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Match Play is a golf/suspense novel. Dust of Autumn is a bloody one set in upstate New York. Prairie View is set in South Dakota, with a final scene atop Rattlesnake Butte. Life in the Arbor is a children's book about Rollie Rabbit and his friends (on about a fourth grade level). The Black Widow involves an elaborate extortion scheme. Doggy-Dog World is my memoir. And ES3 is a description of my method for examining English sentence structure.
In case anyone is interested in any of my past posts, an archive list can be found at the bottom of this page.
My newest novel, Happy Valley, can be found here.

Thursday, April 9

Crime Headlines

“GUILTY!” the headlines screamed, as though the verdict was a surprise in the too-long trial of Dzhokhar Tsarnaev, younger of the two brothers in the Boston Marathon Bombing. I say too-long because there was never any doubt about his guilt on the 30 counts, so why should there be this media shout? And now begins the second phase in this trial—death or life imprisonment. It will take only one juror to hold out for life imprisonment, and the people in this country are 50-50 on this issue. So it will be no surprise when they come up with life imprisonment. At a cost of about $50,000 a year for possibly sixty years, which equates to about three million of today’s dollars. Tsarnaev’s Chechen mother says that Americans are the terrorists, not her son. If the same crime had been committed in Chechnya, the bombers would have been hastily put to death, with never a question about taking care of them for life. So, would the death penalty be a deterrent to future terrorists in the U. S.? Certainly not, since so many of these terrorists are more than willing to strap on a suicide bomb and take a hundred or more innocent people with them. But we are a humane society and we will clothe, feed, house, and provide health care for this young man for the rest of his life.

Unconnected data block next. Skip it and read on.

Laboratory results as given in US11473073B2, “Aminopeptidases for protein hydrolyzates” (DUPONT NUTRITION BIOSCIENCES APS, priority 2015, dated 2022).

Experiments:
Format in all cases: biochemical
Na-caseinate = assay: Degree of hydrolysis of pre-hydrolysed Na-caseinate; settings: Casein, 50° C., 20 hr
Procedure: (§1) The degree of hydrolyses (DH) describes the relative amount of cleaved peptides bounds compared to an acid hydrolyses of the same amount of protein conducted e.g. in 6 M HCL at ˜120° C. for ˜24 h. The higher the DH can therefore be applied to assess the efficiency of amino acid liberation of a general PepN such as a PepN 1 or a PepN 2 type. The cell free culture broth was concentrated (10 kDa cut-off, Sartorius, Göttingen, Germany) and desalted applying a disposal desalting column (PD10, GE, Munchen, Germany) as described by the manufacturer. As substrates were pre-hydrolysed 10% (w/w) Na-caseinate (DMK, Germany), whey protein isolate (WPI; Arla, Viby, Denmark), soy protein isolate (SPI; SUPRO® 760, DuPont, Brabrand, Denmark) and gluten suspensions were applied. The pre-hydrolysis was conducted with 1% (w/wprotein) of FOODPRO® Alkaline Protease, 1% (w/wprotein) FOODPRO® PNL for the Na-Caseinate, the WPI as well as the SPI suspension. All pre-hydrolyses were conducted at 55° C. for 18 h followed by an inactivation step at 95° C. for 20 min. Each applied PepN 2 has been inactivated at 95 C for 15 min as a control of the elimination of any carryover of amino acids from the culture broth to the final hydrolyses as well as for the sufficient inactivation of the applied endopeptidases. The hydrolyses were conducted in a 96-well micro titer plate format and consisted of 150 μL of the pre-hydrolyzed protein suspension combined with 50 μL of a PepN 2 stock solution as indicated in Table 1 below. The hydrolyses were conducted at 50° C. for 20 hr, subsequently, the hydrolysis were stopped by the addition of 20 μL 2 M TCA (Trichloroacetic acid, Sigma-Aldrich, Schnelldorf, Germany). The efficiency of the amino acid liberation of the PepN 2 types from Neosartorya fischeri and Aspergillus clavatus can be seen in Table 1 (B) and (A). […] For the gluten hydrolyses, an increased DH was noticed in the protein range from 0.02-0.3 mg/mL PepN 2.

And while I’m at it, what about Michael Slager, the South Carolina cop who gunned down a fleeing Walter Scott, saying he, Slager, “feared for his life?” How absolutely thoughtless, how absolutely stupid was Slager in this age of ubiquitous smart phones that can record every action at any time? It doesn’t matter what Walter Scott had done or how many previous crimes he may have committed, or how the two of them may have struggled for Slager’s Taser, it’s obvious from the video that officer Slager was never in any life-threatening danger, especially not when he gunned down the fleeing Scott. Our police forces around the country are here to protect us from crime and criminals, but not to take vigilante justice into their own hands.
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